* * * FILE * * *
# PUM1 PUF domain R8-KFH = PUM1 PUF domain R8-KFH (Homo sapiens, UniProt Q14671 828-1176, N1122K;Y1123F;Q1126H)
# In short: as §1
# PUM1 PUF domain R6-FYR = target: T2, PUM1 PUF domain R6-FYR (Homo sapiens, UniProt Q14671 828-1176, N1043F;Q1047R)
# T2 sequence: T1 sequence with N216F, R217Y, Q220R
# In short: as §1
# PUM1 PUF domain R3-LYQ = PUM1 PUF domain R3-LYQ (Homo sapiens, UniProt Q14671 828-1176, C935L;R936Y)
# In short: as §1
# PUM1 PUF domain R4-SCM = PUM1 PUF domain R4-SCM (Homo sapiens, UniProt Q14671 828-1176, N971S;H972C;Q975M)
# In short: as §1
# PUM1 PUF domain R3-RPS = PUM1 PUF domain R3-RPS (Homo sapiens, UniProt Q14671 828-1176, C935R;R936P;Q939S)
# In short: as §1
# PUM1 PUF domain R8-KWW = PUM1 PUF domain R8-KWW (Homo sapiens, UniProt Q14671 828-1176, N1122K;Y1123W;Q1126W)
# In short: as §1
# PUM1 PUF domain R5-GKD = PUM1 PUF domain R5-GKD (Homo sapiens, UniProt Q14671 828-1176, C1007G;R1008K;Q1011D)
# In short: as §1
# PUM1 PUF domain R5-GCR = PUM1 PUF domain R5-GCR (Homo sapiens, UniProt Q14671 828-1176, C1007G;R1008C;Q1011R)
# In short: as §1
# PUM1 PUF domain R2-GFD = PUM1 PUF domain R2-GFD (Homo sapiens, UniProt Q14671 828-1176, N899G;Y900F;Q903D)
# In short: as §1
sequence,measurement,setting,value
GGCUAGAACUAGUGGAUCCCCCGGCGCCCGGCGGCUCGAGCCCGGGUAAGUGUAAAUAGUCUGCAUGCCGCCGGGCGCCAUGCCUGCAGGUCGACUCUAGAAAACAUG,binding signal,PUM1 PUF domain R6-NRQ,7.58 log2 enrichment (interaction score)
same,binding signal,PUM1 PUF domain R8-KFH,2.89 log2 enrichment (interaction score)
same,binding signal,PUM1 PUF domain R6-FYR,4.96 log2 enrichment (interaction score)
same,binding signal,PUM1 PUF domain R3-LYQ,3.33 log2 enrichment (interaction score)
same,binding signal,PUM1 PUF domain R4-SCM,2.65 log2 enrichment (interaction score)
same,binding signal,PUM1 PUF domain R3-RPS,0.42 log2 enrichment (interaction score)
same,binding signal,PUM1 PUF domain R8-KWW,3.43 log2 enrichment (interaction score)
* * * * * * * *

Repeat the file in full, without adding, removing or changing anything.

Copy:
# PUM1 PUF domain R8-KFH = PUM1 PUF domain R8-KFH (Homo sapiens, UniProt Q14671 828-1176, N1122K;Y1123F;Q1126H)
# In short: as §1
# PUM1 PUF domain R6-FYR = target: T2, PUM1 PUF domain R6-FYR (Homo sapiens, UniProt Q14671 828-1176, N1043F;Q1047R)
# T2 sequence: T1 sequence with N216F, R217Y, Q220R
# In short: as §1
# PUM1 PUF domain R3-LYQ = PUM1 PUF domain R3-LYQ (Homo sapiens, UniProt Q14671 828-1176, C935L;R936Y)
# In short: as §1
# PUM1 PUF domain R4-SCM = PUM1 PUF domain R4-SCM (Homo sapiens, UniProt Q14671 828-1176, N971S;H972C;Q975M)
# In short: as §1
# PUM1 PUF domain R3-RPS = PUM1 PUF domain R3-RPS (Homo sapiens, UniProt Q14671 828-1176, C935R;R936P;Q939S)
# In short: as §1
# PUM1 PUF domain R8-KWW = PUM1 PUF domain R8-KWW (Homo sapiens, UniProt Q14671 828-1176, N1122K;Y1123W;Q1126W)
# In short: as §1
# PUM1 PUF domain R5-GKD = PUM1 PUF domain R5-GKD (Homo sapiens, UniProt Q14671 828-1176, C1007G;R1008K;Q1011D)
# In short: as §1
# PUM1 PUF domain R5-GCR = PUM1 PUF domain R5-GCR (Homo sapiens, UniProt Q14671 828-1176, C1007G;R1008C;Q1011R)
# In short: as §1
# PUM1 PUF domain R2-GFD = PUM1 PUF domain R2-GFD (Homo sapiens, UniProt Q14671 828-1176, N899G;Y900F;Q903D)
# In short: as §1
sequence,measurement,setting,value
GGCUAGAACUAGUGGAUCCCCCGGCGCCCGGCGGCUCGAGCCCGGGUAAGUGUAAAUAGUCUGCAUGCCGCCGGGCGCCAUGCCUGCAGGUCGACUCUAGAAAACAUG,binding signal,PUM1 PUF domain R6-NRQ,7.58 log2 enrichment (interaction score)
same,binding signal,PUM1 PUF domain R8-KFH,2.89 log2 enrichment (interaction score)
same,binding signal,PUM1 PUF domain R6-FYR,4.96 log2 enrichment (interaction score)
same,binding signal,PUM1 PUF domain R3-LYQ,3.33 log2 enrichment (interaction score)
same,binding signal,PUM1 PUF domain R4-SCM,2.65 log2 enrichment (interaction score)
same,binding signal,PUM1 PUF domain R3-RPS,0.42 log2 enrichment (interaction score)
same,binding signal,PUM1 PUF domain R8-KWW,3.43 log2 enrichment (interaction score)